Sunday, March 12, 2006

Russell Edson's The Fall

Russell Edson is a peculiar prose poet, writing weird little quasi-parables. I saw him at a reading once and he flipped through his own book, looking for something to read and said into the microphone "oh, this is a good one," as if he had just discovered a new good poem by someone else. Here is his poem The Fall from his 1969 collection What A Man Can See (though I got it out of The Tunnel: Selected Poems):
There was a man who found two leaves and came indoors holding them out saying to his parents that he was a tree.

To which they said then go into the yard and do not grow in the living-room as your roots may ruin the carpet.

He said I was fooling I am not a tree and he dropped his leaves.

But his parents said look it is fall.
Hilarious, obviously. That this is a "man" and not a child is important. I imagine someone in their late twenties still living with his parents and acting childish. He comes in and begins to play a game, he is a tree. His parents use the game as an excuse to kick him out of the house, playfully (but with a serious undercurrent) threatening him with expulsion. He sees this and feels threatened and ends the game, dropping his leaves. But his parents -- clever -- interpret his refusal to play as another part of the game, and now he is trapped in his own metaphor, unable to escape. The fall, of course, is the season in which things are done ripening and are ready for harvest, just as it is time for him to leave home. Games and metaphors are always more insidious than we know.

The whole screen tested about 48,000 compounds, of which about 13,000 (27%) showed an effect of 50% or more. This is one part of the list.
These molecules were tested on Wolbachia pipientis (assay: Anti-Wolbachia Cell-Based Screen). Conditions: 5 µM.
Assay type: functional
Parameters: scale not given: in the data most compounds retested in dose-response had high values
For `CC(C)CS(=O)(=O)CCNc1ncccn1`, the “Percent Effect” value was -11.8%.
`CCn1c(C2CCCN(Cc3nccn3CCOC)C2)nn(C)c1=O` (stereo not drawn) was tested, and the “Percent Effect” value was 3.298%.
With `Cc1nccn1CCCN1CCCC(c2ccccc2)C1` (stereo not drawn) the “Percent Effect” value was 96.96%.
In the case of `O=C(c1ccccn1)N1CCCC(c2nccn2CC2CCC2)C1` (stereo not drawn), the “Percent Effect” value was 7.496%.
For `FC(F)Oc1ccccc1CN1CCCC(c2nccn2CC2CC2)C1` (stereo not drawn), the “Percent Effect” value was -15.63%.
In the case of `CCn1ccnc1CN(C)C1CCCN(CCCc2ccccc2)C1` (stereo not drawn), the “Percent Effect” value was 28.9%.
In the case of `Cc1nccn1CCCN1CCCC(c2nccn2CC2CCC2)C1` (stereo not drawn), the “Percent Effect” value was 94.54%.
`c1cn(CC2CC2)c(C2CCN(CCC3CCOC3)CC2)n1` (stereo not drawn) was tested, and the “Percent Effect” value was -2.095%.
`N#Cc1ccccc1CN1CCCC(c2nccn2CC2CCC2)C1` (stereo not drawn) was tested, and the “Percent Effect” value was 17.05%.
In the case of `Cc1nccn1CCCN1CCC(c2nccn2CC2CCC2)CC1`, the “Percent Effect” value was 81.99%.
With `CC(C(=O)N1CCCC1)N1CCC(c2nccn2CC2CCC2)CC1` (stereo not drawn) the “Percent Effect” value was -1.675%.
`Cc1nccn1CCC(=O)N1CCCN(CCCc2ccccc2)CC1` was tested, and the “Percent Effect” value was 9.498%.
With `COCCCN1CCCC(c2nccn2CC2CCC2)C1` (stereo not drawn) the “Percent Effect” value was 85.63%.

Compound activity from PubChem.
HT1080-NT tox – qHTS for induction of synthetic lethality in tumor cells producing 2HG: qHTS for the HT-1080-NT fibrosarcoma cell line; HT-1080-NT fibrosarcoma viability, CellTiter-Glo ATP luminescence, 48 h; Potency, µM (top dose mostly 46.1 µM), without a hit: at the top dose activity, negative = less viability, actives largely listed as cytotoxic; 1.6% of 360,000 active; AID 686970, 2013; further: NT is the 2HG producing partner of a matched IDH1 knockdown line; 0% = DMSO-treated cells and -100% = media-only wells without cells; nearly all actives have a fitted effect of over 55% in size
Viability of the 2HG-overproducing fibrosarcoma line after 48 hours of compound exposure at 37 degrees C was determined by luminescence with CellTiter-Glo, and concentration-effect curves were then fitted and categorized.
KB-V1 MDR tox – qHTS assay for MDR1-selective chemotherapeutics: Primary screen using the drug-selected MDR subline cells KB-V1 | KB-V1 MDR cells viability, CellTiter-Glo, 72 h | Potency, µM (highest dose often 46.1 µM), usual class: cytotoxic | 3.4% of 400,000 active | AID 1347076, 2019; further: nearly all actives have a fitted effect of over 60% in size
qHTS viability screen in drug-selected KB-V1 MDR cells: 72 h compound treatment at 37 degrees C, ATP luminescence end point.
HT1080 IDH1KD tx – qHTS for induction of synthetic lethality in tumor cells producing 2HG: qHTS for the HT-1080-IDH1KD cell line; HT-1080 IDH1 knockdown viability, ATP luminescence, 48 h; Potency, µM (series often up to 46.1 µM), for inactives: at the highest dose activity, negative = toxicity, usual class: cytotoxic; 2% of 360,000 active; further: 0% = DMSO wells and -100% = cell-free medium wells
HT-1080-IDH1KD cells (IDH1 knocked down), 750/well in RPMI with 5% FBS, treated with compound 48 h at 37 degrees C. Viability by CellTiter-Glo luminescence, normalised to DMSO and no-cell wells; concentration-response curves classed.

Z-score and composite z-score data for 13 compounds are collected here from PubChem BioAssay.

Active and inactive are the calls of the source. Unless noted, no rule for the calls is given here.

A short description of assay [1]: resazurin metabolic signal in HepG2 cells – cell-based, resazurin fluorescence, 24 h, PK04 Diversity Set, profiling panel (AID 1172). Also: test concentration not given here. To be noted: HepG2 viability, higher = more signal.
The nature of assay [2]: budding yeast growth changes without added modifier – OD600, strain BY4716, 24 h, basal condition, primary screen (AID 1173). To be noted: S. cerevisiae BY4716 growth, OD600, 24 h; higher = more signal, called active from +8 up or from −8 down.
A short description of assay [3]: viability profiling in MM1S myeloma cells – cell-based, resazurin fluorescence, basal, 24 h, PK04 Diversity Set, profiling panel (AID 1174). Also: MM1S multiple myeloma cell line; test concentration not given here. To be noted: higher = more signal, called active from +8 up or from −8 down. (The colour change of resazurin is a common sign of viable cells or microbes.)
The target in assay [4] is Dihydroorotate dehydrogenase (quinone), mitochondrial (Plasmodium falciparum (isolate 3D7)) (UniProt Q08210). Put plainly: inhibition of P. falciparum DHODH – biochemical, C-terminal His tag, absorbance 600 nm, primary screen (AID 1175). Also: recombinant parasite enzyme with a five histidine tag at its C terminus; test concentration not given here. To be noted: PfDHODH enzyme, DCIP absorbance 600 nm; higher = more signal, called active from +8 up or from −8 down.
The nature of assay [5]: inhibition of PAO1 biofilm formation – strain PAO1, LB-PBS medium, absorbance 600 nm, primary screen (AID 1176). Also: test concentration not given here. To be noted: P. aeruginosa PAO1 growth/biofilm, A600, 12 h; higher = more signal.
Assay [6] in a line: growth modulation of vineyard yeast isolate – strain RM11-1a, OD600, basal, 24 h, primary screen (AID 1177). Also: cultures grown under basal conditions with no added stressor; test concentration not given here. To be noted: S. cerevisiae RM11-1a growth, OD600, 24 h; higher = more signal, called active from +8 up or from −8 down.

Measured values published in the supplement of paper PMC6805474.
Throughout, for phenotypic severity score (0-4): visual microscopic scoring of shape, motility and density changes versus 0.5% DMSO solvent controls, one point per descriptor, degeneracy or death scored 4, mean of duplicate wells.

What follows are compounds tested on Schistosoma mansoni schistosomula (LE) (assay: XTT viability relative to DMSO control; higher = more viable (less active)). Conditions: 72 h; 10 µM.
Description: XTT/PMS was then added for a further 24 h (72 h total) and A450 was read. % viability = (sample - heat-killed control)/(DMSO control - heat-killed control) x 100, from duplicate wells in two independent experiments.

7 comments:

Chessy said...

I love coming here. It fuels my need to read, to recite, to (for my own purpose) create.

As for a response to the poem in question, I love the way it reads. I love the flow of the poem, how it sounds in an empty room.

jennifert72 said...

i like the anecdote about the poet. great choice and commentary as usual.

The Futurist said...

chessy is absolutely right. This is the place I come to re-fuel my imagination if I'm trapped in the office doing repetative tasks. My respite. My oasis. My Klock.

Mitch Montgomery said...

Hey Geoff... Just wanted to be sure you know that I'm enjoying the poetry posts just as much as the comics. Thanks for everything.

Mitch

Geoff Klock said...

mitch: my am, as always, is to get the poetry folks to care about comics and the comics folks to care about poetry

Austin said...

that's a great poem, thanks.

Stephen Webber said...

I love that he would look through his book and say such a thing. I saw a reading where he would crack himself up. "This is a poem about balls," he would say.